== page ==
Changes do not mean the replacement of one party membership with the other

Centre for Civic Education (CCE) expresses serious concern over the statements of the representatives of the Socialist People’s Party (SNP) that they negotiate with Prime Minister-designate Zdravko Krivokapic to get their “proper part” of the seat within the Government “in-depth”. Such an approach is not a reform in the part of the necessary depoliticization of public administration, and it also leads to illegal actions.

If the new government distributes seats “in-depth”, we will have the continuation of the practice of political-party employment of the previous government, the harmful consequences of which have been continuously pointed out by the critically oriented NGO sector, media, then opposition parties that now form a new parliamentary majority, as well as relevant international actors such as the European Commission. It seems that it is now getting a more open and drastic form, and we expect reactions from the professional and interested public, as this is not a change that can democratize and Europeanize Montenegrin society.

The CCE considers that it is not acceptable that the new government strengthens the negative aspects of the work of the previous one. Despite the regulations that prescribe public competitions and a competitive approach, one of the constituents of the new government sets the party membership as a precondition for performing important functions and jobs.

The CCE reminds the new parliamentary majority that not only party officials and party members voted for the change of government, but also 207,238 who opted for the three winning coalitions. It is fair to assume that those 207,238 citizens wanted a change expressed in respect for the rule of law, and not for the “Recording” affair to turn into socially justified behavior, and only for such actions to be carried out by someone else.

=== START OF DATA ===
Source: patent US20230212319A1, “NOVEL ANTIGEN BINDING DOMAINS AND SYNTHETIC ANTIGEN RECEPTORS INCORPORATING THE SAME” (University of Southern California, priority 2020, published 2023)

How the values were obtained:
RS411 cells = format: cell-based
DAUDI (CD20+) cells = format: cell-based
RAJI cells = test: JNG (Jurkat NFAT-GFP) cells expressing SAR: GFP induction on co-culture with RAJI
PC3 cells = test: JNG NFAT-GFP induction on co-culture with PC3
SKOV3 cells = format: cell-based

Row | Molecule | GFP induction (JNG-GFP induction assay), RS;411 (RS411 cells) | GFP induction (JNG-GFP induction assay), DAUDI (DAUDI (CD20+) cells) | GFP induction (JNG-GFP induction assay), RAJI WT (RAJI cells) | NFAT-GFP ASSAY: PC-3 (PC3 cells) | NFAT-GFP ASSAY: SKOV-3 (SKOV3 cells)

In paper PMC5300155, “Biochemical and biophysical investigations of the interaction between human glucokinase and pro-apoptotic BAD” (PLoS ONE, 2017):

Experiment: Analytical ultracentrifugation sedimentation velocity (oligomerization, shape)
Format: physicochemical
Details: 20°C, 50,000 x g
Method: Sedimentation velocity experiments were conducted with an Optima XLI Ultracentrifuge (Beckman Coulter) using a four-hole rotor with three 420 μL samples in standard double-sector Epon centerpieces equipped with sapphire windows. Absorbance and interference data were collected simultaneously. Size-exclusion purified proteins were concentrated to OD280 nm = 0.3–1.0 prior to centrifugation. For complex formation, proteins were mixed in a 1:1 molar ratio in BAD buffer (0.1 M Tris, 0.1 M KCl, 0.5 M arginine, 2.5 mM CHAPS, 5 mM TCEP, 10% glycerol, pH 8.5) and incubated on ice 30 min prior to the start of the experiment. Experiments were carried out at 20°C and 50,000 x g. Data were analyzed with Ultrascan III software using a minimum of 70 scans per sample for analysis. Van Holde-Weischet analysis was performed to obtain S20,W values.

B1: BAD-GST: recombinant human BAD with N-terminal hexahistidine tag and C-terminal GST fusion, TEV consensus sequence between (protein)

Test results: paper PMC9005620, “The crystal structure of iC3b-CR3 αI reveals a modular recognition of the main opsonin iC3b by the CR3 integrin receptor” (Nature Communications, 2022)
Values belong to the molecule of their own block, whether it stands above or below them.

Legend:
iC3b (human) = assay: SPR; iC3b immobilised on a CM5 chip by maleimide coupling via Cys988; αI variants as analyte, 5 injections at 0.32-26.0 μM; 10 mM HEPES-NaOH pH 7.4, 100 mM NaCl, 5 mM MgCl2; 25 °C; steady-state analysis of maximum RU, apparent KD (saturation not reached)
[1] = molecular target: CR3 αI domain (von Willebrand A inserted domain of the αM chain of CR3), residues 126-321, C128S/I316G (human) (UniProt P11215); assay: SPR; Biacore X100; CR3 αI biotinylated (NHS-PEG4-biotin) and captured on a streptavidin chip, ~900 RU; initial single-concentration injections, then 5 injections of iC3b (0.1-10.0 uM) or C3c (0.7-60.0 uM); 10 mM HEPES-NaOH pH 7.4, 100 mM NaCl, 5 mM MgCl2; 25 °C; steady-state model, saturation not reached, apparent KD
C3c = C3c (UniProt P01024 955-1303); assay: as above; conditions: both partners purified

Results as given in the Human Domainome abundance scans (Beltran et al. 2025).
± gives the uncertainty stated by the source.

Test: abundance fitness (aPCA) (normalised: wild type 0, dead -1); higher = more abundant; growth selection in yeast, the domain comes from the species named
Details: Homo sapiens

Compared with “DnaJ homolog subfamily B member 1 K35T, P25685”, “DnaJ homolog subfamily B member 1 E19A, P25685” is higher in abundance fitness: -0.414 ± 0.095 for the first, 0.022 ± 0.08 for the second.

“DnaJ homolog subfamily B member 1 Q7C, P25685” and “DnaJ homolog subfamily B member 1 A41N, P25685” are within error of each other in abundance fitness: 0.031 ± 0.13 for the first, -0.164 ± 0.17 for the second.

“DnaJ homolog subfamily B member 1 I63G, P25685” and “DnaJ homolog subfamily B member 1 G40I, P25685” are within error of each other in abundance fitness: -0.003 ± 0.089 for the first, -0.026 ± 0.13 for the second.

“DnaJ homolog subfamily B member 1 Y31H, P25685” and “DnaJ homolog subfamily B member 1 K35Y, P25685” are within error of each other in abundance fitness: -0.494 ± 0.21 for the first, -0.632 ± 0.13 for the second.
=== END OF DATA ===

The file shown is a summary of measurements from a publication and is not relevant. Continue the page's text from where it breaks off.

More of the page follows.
Too quickly, the constituents of the new parliamentary majority forgot that they also pointed out the problem of party employment and that they promised merit-based employment. The election manifestos of the new majority do not indicate that they sought the vote of the citizens to break the law and flatter the party comrades but to ensure respect for the law. And this publicly announces that those who are supposed to carry out the employment procedure will commit criminal acts and that some constituents of the new government expect that from them.

Also, within reform efforts and attempts by constituents to put things on a healthier footing, a break with bad practices must be clearly made. Trade-in positions at the top or depth of certain bodies, companies or institutions must not be an acceptable political solution to buy temporary peace and provide a place for those who have won the elections. Political positions that can be negotiated in this manner are at the level of members of the Government.

CCE, among other things, advocates that the appointment of school principals be removed from the scope of the minister’s competence precisely because of the devastating consequences that such politicization has caused to the education system. Today, we hear that the SNP, as a constituent of the new government, wants to trade with these positions as well, even though their officials, when they were in opposition, rightly criticized the outgoing government for this harmful approach.

Do other parties in the new government think similarly? Will they be allowed to submit documents for employment in state bodies with party membership card “for inspection” again, and to what extent will this type of abuse of positive legal regulations of Montenegro be allowed?

The CCE believes that all individual constituents and prime minister-designate must provide without delay, clearly and unambiguously their opinion concerning these requests. Accepting such an approach would mean a step backward in both EU integration and democratic achievements, while citizens were promised to speed up this process and move away from illegal and immoral practices.

Mira Popović, Democratisation and Europeanisation Programme Coordinator